Everyone has this capability but do we all have the confidence to sit back and let it happen?

5  All-senses Perception

This is where we touch on Neuro-Linguistic Programming in acknowledging that each of us has a favourite sense and that this is reflected in our language.  In a given situation one person may say “It feels wrong”, another “It looks wrong”, a third “It smells wrong” etc. Ideally, we should open all our senses to every experience and pay attention to subconscious promptings. Those of us that can do this appear to others to be responding to intuition – in this case a synthesis of perception that isn’t generally utilised.

6  Parapsychological Experiences

Points 1 to 5 above demonstrate that intuition or gut hunches are in most cases based on information and experience that we have been exposed to at some time. There is a mundane explanation for the source of the feeling.

However, there are cases that I think of as true intuition. They do not fit into any of the above categories; cases where people have perceived or have knowledge of things that they definitely couldn’t have experienced before. Though not properly understood, the mechanisms are acknowledged and are formally studied. They include clairvoyance, clairaudience, clairsentience, telepathy, out of body experiences, telekinesis and more. They do exist but are rare and elusive – not practical for cultivating in a business environment.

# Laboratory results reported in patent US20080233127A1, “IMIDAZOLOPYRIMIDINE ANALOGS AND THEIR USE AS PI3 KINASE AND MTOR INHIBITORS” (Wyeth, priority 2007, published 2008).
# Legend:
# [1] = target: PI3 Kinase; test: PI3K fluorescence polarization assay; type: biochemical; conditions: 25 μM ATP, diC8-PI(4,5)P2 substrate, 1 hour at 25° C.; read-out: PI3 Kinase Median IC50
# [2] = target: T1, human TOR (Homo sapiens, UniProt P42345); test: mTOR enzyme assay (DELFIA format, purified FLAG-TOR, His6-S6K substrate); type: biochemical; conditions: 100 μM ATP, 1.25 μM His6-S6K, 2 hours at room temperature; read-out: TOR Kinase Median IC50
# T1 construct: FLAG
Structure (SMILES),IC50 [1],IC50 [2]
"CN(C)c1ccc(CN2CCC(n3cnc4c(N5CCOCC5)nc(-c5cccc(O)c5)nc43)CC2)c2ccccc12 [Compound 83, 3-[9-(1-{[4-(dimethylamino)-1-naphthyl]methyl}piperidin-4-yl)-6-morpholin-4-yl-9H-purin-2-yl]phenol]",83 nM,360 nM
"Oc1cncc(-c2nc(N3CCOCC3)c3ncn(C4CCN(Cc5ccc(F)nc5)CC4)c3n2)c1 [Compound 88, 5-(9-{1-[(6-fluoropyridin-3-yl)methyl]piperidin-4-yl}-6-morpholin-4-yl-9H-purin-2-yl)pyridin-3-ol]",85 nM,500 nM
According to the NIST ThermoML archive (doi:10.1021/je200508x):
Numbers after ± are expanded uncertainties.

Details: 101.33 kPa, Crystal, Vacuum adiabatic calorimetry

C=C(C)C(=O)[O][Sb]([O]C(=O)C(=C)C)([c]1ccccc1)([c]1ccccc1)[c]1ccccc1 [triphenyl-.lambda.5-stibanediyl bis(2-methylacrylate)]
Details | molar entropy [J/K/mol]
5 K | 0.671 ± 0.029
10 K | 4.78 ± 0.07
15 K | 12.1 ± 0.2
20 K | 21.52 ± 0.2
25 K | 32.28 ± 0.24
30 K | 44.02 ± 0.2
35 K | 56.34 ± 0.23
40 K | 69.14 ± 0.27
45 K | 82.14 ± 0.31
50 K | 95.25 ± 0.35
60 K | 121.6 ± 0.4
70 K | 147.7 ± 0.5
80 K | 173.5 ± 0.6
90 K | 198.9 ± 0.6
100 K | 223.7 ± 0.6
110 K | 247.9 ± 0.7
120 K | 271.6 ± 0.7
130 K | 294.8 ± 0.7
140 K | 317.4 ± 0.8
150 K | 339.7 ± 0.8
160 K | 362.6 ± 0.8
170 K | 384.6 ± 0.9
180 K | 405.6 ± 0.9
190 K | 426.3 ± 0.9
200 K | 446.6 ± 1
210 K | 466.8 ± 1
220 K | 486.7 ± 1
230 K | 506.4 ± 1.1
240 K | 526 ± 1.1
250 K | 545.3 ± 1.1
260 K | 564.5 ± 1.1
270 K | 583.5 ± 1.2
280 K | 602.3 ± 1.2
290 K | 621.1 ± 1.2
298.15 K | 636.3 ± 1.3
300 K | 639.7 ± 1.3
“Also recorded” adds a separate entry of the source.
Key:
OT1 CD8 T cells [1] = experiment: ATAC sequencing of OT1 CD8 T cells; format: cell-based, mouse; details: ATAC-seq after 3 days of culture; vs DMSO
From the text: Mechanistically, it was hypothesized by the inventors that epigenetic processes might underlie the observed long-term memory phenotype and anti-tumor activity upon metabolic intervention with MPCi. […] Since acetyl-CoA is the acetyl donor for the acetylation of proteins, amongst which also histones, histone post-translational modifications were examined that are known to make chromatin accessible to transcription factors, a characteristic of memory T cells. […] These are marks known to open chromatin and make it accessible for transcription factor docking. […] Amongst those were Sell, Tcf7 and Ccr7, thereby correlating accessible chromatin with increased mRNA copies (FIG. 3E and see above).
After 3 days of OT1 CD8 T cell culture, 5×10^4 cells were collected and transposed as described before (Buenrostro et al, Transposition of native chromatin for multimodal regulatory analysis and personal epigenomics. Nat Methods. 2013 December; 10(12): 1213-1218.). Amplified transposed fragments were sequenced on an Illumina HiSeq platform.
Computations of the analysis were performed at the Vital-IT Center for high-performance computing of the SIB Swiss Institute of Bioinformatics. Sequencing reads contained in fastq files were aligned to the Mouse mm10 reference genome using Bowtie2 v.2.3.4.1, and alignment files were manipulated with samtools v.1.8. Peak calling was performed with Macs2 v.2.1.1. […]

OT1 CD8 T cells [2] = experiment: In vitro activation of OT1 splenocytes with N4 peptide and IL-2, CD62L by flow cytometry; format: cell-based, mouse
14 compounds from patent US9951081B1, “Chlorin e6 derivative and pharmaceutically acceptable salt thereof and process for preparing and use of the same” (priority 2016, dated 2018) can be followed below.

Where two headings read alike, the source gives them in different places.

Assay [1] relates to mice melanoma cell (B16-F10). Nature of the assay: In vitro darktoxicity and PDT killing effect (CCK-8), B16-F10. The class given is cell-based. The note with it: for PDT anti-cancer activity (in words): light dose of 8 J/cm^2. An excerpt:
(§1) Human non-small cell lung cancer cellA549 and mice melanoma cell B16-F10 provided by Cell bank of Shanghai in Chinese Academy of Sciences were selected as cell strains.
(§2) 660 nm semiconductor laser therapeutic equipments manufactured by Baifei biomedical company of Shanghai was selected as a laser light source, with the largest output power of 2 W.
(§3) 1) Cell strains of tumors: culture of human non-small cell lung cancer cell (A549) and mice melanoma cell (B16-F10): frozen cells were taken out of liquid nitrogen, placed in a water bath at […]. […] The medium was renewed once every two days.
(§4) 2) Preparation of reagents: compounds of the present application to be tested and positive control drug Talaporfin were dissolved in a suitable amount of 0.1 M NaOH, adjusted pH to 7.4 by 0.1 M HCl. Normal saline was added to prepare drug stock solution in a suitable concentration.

Conclusion

Most gut hunches have a foundation in current and past experience, whether conscious or subconscious.

Where sensory input is key, we can train ourselves to take advantage of the speed of our subconscious minds.

Where inspiration depends on subconscious processing of subconscious memory, training is less effective - gut hunches do not happen on demand. Nevertheless, techniques such as Business Adept Cards can be used to access our subconscious mind and make better use of our full whole-brain potential. We should not reject intuition because it is not good a maths!

Why not experience for yourself the benefit of using Business Adept Cards?  FREE TRIAL

Laura Dziaszyk, BAC Co-creator

Intuition